The entire wheel assembly of the M305/306 was similar to the commercial/utility Schwinn Cycle-truck. It incorporated heavy-duty 26” x 2 1/8” rims either "drop-center" beveled or early "hooked bead" rims and drilled for heavier .110 gauge spokes. The earlier "hooked bead" style rims eventually gave way to the clincher style rims in the later stages of the bike as they were difficult to change tires without specific tools. The hubs were the heavy-duty Eclipse Model K service hubs with the rear also incorporating the complex Morrow coaster-brake assembly. Each rear hub was stamped with sequential numbers for identification of date of manufacture. Chain-thread tires were supplied by various rubber manufactures such as US Rubber Company, Goodyear or Goodrich, and commonly molded with the nomenclature "war-tire" to recognize critical components during the war’s rubber shortage. Torrington no. 8 pedals with rubber pedal blocks were the standard pedal used, although adopting wood blocks again during war-effort rubber conservation.


1942 Huffman Dayton Model G519 Bicycle

The reinforced fork/truss system was of unique design and one of the elements truly exclusive to the G519. The system incorporated two truss plates; the top anchored to the stem nut holding the truss rods and the lower sandwiched between the fork steer tube and front fender. The concept was to help stabilize the fork to the truss rods and give the front-end more rigidity and support. Up until the 1940s, most heavier bikes incorporated a similar truss rod support system but with the lower fork support mounts cast as part of the fork itself. Although some early Huffman models were were supplied to the army with single cast supports, this earlier design was not only costly to manufacture, but structurally problematic as well. The army specified the rigid truss support system and eventually the G519 was delivered with separate components altogether. By the mid 1940s however, stronger fork design and the impracticability of anchoring the rods at mid-point eventually led to it's discontinuation. In fact, by WWII, except for the military, neither Westfield nor Huffman incorporated the lower truss rod supports into their commercial bikes. Nevertheless, as uncommon as this particular system was, components of the military truss support system are extremely difficult to come across in today's market and it's incorporation alone often sets apart true war-time bikes from later reproductions.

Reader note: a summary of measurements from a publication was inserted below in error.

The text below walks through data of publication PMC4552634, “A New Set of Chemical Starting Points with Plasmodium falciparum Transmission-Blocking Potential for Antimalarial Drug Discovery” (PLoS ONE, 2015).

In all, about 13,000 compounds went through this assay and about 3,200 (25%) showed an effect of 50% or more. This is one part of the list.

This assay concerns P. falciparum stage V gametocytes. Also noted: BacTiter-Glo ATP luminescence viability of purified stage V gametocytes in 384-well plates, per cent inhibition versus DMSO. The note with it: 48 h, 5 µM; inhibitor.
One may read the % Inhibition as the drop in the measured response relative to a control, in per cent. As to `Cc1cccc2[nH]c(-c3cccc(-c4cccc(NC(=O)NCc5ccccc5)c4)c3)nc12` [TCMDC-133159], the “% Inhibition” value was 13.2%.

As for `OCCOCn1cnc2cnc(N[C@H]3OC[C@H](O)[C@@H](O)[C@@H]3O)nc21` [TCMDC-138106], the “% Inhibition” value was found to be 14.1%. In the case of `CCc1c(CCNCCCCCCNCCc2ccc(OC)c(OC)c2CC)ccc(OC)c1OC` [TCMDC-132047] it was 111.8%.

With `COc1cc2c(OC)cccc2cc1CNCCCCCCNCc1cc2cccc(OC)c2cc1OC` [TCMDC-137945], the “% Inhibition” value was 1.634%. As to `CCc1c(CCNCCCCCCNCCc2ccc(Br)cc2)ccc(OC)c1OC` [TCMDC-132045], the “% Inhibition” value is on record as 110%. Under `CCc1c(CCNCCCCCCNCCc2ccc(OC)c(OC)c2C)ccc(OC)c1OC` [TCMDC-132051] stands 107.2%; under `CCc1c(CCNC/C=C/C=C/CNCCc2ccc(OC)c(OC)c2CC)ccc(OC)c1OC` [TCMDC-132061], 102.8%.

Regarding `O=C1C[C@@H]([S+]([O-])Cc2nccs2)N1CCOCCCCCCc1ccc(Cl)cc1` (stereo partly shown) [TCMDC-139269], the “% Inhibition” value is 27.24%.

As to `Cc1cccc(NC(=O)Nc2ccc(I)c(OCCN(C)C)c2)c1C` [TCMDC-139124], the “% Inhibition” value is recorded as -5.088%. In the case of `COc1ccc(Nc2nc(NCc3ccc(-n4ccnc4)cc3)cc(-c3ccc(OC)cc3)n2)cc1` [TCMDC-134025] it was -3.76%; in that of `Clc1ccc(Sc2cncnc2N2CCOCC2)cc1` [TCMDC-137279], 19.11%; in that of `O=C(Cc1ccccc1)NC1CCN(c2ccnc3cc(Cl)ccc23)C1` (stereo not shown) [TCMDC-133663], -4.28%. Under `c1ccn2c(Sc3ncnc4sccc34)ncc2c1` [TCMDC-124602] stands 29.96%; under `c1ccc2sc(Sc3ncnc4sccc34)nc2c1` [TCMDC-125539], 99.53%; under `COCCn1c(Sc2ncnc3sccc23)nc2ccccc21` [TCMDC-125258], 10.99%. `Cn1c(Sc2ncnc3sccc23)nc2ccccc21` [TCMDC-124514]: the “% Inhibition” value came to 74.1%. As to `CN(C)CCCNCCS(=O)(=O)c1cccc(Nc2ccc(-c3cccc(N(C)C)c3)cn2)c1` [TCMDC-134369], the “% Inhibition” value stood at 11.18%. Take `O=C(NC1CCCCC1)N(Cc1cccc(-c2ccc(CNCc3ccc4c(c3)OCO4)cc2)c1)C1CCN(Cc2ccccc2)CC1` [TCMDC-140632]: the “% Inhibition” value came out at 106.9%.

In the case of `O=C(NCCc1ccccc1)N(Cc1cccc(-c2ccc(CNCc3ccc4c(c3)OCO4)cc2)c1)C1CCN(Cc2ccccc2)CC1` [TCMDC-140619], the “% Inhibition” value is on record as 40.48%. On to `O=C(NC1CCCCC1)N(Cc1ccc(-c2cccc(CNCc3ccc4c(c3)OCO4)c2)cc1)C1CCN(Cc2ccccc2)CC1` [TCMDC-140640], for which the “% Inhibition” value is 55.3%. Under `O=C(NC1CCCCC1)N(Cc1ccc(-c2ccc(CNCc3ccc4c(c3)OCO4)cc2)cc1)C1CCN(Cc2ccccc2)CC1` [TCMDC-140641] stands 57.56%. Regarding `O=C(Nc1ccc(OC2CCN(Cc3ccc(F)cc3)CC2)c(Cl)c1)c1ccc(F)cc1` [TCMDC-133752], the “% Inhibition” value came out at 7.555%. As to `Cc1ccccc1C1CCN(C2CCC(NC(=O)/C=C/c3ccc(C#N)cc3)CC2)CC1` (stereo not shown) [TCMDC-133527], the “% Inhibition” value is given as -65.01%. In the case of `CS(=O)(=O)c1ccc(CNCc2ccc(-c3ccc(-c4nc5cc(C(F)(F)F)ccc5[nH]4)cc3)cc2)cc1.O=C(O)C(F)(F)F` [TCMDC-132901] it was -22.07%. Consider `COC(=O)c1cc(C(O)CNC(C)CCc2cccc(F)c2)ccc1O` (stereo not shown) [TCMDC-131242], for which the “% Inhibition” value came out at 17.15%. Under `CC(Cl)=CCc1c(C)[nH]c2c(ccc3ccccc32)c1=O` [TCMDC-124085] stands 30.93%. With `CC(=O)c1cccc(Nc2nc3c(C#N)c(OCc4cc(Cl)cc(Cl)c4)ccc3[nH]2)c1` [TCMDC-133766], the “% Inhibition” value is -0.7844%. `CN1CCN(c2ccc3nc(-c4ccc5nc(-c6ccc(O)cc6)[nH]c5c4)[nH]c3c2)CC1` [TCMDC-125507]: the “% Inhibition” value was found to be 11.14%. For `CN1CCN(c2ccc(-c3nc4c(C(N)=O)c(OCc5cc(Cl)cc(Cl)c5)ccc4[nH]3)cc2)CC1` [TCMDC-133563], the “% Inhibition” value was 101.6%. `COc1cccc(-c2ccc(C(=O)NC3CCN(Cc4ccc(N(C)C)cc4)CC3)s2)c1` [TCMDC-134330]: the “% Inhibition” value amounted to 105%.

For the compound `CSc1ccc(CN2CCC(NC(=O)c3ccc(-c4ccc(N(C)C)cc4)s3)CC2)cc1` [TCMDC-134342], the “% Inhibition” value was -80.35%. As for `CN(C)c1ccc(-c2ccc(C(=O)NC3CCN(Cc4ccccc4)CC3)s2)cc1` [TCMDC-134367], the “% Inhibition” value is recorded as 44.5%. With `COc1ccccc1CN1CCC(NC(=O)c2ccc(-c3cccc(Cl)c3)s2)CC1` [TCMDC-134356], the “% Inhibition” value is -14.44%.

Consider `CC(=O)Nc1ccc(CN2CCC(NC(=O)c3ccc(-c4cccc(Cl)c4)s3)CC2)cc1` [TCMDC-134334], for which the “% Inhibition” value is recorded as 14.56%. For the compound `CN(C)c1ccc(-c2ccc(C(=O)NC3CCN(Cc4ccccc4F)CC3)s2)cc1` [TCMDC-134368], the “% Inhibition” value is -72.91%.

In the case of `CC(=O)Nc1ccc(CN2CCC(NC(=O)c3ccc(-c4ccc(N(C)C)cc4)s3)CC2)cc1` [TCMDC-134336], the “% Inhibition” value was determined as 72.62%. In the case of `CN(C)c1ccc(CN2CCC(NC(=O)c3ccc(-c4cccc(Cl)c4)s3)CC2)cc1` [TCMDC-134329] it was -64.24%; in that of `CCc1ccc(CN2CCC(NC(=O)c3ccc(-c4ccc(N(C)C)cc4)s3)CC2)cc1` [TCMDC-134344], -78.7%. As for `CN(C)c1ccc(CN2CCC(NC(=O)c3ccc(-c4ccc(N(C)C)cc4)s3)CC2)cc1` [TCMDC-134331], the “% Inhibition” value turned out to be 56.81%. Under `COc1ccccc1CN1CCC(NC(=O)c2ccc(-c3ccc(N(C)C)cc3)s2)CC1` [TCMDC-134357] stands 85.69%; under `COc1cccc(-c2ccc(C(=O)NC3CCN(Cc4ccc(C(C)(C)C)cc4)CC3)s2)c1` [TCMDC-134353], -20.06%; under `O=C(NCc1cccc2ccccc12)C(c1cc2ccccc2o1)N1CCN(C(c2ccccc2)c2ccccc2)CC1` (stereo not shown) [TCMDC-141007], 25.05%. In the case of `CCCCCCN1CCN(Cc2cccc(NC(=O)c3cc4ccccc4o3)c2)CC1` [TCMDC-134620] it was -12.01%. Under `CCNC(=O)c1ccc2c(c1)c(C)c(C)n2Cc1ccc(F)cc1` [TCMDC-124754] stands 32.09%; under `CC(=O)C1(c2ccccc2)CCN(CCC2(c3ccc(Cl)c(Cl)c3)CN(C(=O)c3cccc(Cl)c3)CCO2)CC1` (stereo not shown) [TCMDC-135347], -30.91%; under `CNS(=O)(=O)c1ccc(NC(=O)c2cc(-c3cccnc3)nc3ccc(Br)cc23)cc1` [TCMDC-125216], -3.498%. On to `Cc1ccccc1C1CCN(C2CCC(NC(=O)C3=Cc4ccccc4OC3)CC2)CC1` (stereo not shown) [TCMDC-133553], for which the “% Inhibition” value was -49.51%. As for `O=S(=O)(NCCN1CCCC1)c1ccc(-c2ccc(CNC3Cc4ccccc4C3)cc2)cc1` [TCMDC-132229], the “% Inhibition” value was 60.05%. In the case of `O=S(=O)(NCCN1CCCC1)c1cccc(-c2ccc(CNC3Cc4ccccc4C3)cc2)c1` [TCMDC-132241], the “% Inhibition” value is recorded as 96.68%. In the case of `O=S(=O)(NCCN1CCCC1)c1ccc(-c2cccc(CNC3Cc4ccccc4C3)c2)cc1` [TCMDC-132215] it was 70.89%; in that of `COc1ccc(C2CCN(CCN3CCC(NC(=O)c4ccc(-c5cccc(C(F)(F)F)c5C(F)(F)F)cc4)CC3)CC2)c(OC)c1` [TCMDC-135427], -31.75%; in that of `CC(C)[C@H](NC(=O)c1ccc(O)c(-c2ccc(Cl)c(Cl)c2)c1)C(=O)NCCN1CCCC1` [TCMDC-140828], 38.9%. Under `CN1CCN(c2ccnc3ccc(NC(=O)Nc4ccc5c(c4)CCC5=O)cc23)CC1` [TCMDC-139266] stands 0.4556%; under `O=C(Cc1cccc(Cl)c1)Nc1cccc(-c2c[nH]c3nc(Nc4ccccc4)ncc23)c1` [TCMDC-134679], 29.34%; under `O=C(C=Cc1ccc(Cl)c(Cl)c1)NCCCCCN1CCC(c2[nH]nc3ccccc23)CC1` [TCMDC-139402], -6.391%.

As specified in the service and parts manual, the G519 military bicycle came equipped with accoutrements specified by the contracts that were issued with the bike. Although minor, these simple accents gave the bike that exclusivity and classic identity and again from a collector’s point of view, complete the authenticity and accuracy of a restoration. The bike came equipped with a tire pump manufactured by Woodbridge Brass Company and mounted to the vertical frame tube. Standard service equipment also included a leather tool pouch manufactured by Persons-Majestic and mounted to the back of the saddle. Within it came a cone wrench, a screw driver, and an adjustable monkey wrench. Mounted to the front fender of the Huffman or later Columbia MF and MG series models was a battery operated "Winner" head lamp manufactured by Delta. The light was activated by a small switch under the rear of the case. The bicycle was also delivered to the military with a Gluco rear reflector encased in a "blued" steel cup and a standard Bevins bell mounted on the handlebars. Period photographs sometime show an added "musette" bag or other improvisations by the rider but were not standard equipment.